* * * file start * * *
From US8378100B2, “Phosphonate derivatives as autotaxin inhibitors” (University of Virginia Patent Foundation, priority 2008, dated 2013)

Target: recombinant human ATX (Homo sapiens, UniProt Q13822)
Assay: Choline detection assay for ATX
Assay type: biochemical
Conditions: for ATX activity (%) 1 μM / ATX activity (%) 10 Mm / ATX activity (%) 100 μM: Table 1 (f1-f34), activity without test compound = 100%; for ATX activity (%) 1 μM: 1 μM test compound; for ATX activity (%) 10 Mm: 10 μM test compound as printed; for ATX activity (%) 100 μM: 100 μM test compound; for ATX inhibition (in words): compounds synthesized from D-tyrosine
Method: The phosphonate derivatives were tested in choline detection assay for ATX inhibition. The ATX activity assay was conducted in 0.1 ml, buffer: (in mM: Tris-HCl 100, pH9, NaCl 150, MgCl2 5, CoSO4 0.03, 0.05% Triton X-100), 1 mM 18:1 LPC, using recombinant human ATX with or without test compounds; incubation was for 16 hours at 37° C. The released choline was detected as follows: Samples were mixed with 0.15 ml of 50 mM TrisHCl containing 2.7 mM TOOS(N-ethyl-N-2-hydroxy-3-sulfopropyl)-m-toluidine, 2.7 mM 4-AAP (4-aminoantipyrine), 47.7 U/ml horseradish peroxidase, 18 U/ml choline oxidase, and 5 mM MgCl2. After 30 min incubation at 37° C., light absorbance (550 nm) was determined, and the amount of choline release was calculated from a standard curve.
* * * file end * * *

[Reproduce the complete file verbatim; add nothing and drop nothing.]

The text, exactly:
From US8378100B2, “Phosphonate derivatives as autotaxin inhibitors” (University of Virginia Patent Foundation, priority 2008, dated 2013)

Target: recombinant human ATX (Homo sapiens, UniProt Q13822)
Assay: Choline detection assay for ATX
Assay type: biochemical
Conditions: for ATX activity (%) 1 μM / ATX activity (%) 10 Mm / ATX activity (%) 100 μM: Table 1 (f1-f34), activity without test compound = 100%; for ATX activity (%) 1 μM: 1 μM test compound; for ATX activity (%) 10 Mm: 10 μM test compound as printed; for ATX activity (%) 100 μM: 100 μM test compound; for ATX inhibition (in words): compounds synthesized from D-tyrosine
Method: The phosphonate derivatives were tested in choline detection assay for ATX inhibition. The ATX activity assay was conducted in 0.1 ml, buffer: (in mM: Tris-HCl 100, pH9, NaCl 150, MgCl2 5, CoSO4 0.03, 0.05% Triton X-100), 1 mM 18:1 LPC, using recombinant human ATX with or without test compounds; incubation was for 16 hours at 37° C. The released choline was detected as follows: Samples were mixed with 0.15 ml of 50 mM TrisHCl containing 2.7 mM TOOS(N-ethyl-N-2-hydroxy-3-sulfopropyl)-m-toluidine, 2.7 mM 4-AAP (4-aminoantipyrine), 47.7 U/ml horseradish peroxidase, 18 U/ml choline oxidase, and 5 mM MgCl2. After 30 min incubation at 37° C., light absorbance (550 nm) was determined, and the amount of choline release was calculated from a standard curve.